Red Sox

Red Sox doing right thing by not dealing prospects for Edwin Diaz

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Red Sox doing right thing by not dealing prospects for Edwin Diaz

BOSTON — Acquiring Edwin Diaz in a hypothetical trade would have been a mistake for the Red Sox. Not because he’s anything less than excellent, but because the Sox can’t put all their prospect eggs in one basket, not for a reliever who’s at peak market value — again.

Diaz is reportedly about to be packaged with Robinson Cano in a blockbuster deal with the Mets.

The Sox have already been down the road of trading for premium relievers with years of control, and they’ve been burnt for it. Carson Smith and Tyler Thornburg both haven’t panned out.

Rightly, people can say that the Smith deal -- coincidentally, also with Seattle -- didn’t see the Sox lose any talent they feel regret about. But that’s missing the point. The talent the Sox gave up was talent they theoretically could have used in another way, in another deal.

Going after Diaz would be the opposite of bargain hunting for a team that at some point, if it cares about sustainability, needs to prioritize bargains. The team both depleted its pipeline and has done little to refill it under Dave Dombrowski.

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No one's complaining because they're the reigning champs. Nonetheless, this winter is about the future, and Diaz probably will never command a higher trade value. 

Relievers are volatile year to year, too. They can be pushed aside a bit for starters in the postseason, as the Red Sox showed us themselves in 2018.

Plus, there’s a number of strong relievers available via free agency. The Sox definitely need to add to their ‘pen, or at least maintain the status quo, with Joe Kelly and Craig Kimbrel free agents.

As a general rule of thumb, a team giving up prospects should be less desirable for fans than a team giving up dollars.

We know precisely how teams can acquire young talent, the different avenues. It’s regulated: Clubs get draft picks, some money in the international market. And then from there, you can trade. 

We know what’s in a prospect pool. There are top-10 and top-30 lists readily available. 

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We have no clue, however, about how much money teams actually make, can afford or reasonably should be able to afford. We just just accept that a team will probably stop spending in a certain range.

Let the Red Sox pay for relievers this winter, just in dollars. They're easier to get back than prospects.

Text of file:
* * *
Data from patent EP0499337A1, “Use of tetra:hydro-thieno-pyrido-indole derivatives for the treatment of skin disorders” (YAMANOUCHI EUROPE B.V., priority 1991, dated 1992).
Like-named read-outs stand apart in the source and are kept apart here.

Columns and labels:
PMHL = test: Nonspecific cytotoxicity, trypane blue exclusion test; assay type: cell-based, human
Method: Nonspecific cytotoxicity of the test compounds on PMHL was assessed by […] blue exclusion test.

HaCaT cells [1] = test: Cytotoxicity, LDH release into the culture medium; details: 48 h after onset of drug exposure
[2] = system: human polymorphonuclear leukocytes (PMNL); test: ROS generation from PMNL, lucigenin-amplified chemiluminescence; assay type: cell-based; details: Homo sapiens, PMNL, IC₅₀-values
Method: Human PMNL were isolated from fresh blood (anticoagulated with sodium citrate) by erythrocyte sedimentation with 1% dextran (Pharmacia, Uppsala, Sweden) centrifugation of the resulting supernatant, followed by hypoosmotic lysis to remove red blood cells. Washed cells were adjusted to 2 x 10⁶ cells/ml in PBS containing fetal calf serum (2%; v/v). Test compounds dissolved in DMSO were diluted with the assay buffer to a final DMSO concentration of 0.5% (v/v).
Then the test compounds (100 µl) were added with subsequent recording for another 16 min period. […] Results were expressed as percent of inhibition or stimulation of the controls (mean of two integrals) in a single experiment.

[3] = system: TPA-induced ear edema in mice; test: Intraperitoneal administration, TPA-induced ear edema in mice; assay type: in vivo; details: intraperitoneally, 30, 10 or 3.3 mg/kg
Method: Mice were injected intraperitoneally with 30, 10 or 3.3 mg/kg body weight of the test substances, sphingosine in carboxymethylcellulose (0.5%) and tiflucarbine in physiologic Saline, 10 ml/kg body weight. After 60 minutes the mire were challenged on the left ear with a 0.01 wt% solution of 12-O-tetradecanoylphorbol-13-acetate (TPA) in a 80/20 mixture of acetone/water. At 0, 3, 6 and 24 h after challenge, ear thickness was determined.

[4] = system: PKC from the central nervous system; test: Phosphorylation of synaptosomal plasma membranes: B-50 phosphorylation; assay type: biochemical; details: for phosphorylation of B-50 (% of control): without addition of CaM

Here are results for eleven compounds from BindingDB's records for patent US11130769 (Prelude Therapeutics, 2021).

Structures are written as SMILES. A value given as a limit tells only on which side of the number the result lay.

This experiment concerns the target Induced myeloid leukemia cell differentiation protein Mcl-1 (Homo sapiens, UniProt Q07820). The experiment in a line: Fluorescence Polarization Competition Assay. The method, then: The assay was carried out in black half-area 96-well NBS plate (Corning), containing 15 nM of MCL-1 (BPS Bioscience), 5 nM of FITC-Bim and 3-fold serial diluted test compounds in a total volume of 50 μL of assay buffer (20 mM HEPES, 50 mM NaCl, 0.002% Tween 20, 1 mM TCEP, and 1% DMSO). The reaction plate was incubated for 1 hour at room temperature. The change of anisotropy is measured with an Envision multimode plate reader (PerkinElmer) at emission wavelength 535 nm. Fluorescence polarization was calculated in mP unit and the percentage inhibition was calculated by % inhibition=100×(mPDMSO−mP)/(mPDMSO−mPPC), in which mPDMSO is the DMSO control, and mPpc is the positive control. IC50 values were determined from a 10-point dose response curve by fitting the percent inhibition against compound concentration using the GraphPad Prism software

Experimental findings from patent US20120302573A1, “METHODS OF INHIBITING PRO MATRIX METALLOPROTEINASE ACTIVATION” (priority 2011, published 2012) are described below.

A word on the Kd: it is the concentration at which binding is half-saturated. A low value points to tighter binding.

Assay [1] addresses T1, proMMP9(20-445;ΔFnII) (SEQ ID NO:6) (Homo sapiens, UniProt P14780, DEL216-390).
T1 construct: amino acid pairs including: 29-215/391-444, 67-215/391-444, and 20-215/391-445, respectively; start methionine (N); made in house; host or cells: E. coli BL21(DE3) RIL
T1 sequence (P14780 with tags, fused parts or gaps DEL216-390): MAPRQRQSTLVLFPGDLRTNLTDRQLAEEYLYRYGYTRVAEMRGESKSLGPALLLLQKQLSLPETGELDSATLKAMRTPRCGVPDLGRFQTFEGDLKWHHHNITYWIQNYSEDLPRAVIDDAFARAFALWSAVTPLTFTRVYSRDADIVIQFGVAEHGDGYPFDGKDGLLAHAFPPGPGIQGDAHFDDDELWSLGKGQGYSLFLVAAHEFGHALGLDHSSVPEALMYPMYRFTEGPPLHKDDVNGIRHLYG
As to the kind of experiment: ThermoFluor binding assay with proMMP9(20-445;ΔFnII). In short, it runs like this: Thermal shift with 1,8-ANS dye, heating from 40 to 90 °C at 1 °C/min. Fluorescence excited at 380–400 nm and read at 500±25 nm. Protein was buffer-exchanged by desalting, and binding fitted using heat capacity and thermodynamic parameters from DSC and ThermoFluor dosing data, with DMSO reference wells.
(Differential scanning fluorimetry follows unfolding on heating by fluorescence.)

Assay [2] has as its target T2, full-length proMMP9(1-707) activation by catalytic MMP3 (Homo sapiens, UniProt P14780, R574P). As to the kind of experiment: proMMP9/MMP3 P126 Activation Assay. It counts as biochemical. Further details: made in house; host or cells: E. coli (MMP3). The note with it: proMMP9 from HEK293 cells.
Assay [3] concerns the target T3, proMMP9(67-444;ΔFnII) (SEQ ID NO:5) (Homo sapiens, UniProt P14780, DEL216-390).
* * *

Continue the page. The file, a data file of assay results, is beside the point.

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Ex-Red Sox slugger Mike Napoli joins Cubs coaching staff

Ex-Red Sox slugger Mike Napoli joins Cubs coaching staff

Yet another former member of the Boston Red Sox has joined the Chicago Cubs.

Former Sox slugger Mike Napoli has joined the Cubs as a quality assurance coach, according to Jon Heyman of MLB Network.

Napoli joins fellow 2013 World Series champion David Ross on the Cubs staff. Ross replaced Joe Maddon as Chicago's manager last month.

Ex-Red Sox general manager Theo Epstein has served as Cubs president of baseball operations for the last eight years. Former Sox pitching coach Dana LeVangie recently interviewed for the Cubs' bullpen coach job.

In three seasons as Boston's DH/first baseman, Napoli hit .242 with 53 home runs.

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Red Sox, Alex Cora are 'fully cooperating' with MLB's sign-stealing investigation

Red Sox, Alex Cora are 'fully cooperating' with MLB's sign-stealing investigation

The Houston Astros' sign-stealing scheme was rather elboarate, and Boston Red Sox manager Alex Cora reportedly played a major role in the operation.

Cora was Houston manager A.J. Hinch's right-hand man as the Astros' bench coach in 2017, winning the World Series with the organization. So, quite frankly, it's not surprising that Cora was involved in the matter. 

Major League Baseball now is investigating the Astros organization, as well as anyone involved with the team in 2017 -- A.K.A. Cora and current New York Mets manager Carlos Beltran. Cora was interviewed Wednesday, and the Red Sox are offering the MLB "full cooperation" in the ongoing investigation, according to Jason Mastrodonato of the Boston Herald. 

According to our Red Sox Insider John Tomase, the Red Sox really only need to be concerned with the matter if Cora used some of those tactics to lead Boston to a World Series Championship in 2018, and throughout the duration of a rather upsetting 2019 season. 

It remains unknown if Cora will receive any disciplinary action from the league. 

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